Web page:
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Global climate change is threatening species with habitat loss and extinction, but specific mechanisms driving changes in species abundance are unclear, partly due to a lack of time-series data sets documenting population changes. In order to study these effects on amphibian species, we revisited Lotter and Scott’s 1977 study of color morph frequency in relation to climate in Plethodon cinereus (eastern red-backed salamander). 25 Massachusetts, New Hampshire, and Vermont localities were resampled during summer 2016, to quantify any changes in morph frequency since 1977. At 19 of the 25 localities, we were able to find ≥100 salamanders, and of those 19, five localities had significant changes in morph frequency since 1977. Previous work suggests that the unstriped morph is more heat- and drought-tolerant, and thus should be the morph that increases in relative abundance over time in areas where global climate change results in either higher temperatures, decreased precipitation, more prolonged periods of drought, or some combination of these factors. Collection of fine-scale climate data at each location from 1977 to today was beyond the scope of this study, so I only documented the patterns of morph frequency change. Despite a general warming trend in New England, I found a higher proportion of the unstriped morph at only 1 of the 5 localities with significant change; the others showed an increase in the striped or erythristic morphs. Lotter and Scott also suggested that there was differential mortality between striped and unstriped morphs, with unstriped morphs suffering higher juvenile mortality. We found no evidence of this pattern at 9 MA localities with 2016 age data, suggesting that the current morph frequency distribution is stable. I continue to work with collaborators to resample all 50 Lotter and Scott localities. Once all sites have been resampled, we plan to explore potential climate or land-use changes that may be driving changes in morph frequency.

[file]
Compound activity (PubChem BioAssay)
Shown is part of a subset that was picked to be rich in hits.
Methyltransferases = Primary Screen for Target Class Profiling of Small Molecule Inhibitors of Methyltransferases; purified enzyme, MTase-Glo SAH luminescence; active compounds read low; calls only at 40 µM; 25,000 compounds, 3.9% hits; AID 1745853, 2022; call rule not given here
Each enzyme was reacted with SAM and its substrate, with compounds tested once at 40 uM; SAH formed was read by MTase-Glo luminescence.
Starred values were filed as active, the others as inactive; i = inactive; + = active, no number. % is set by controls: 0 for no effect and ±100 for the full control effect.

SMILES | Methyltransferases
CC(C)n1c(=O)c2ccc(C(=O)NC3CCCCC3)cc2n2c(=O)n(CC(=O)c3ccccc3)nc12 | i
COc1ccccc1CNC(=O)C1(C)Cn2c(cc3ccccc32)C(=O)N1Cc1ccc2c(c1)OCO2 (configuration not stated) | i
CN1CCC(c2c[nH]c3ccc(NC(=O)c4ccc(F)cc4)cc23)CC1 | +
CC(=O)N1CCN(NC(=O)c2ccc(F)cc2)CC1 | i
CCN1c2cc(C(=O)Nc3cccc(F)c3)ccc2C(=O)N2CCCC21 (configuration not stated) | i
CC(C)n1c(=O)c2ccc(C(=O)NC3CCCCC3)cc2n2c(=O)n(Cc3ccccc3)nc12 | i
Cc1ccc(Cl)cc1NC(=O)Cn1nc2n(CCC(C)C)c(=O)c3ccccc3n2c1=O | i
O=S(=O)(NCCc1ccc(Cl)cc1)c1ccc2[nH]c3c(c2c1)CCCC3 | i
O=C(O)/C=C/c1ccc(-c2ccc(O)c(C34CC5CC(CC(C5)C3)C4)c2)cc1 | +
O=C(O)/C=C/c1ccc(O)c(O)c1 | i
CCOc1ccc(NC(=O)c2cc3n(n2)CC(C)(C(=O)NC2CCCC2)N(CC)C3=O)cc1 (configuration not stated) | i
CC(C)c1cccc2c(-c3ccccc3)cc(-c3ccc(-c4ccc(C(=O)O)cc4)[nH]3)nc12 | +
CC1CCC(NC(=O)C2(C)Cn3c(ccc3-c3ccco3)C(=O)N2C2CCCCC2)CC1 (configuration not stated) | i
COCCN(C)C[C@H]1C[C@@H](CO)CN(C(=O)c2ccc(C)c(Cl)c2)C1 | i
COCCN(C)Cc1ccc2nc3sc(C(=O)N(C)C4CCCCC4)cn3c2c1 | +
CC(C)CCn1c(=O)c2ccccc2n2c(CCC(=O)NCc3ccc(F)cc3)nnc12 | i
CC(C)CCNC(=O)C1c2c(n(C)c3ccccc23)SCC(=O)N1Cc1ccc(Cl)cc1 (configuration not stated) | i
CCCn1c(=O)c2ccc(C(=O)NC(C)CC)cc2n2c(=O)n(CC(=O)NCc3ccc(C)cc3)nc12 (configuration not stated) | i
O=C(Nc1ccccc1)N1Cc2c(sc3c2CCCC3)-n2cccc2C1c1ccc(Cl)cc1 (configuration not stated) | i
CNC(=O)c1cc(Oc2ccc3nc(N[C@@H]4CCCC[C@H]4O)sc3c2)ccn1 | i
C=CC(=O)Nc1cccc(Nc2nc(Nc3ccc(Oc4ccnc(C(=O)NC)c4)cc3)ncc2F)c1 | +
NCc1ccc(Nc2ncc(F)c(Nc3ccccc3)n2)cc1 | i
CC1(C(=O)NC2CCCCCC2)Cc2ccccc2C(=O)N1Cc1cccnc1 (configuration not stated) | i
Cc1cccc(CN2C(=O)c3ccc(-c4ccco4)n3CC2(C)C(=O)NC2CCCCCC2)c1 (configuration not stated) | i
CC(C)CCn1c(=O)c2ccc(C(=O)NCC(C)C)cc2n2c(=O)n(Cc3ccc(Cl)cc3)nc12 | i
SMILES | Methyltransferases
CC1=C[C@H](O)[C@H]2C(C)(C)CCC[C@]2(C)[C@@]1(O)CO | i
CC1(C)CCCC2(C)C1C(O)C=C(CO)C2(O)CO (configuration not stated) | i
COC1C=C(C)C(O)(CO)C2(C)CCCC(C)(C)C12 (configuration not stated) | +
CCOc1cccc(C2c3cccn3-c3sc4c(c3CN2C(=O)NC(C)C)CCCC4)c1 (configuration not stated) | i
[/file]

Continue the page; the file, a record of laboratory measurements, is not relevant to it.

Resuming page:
Thesis Comittee

M. Caitlin Fisher-Reid (Thesis Director)

Christopher Bloch

Kenneth Adams

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Original document was submitted as an Honors Program requirement. Copyright is held by the author.

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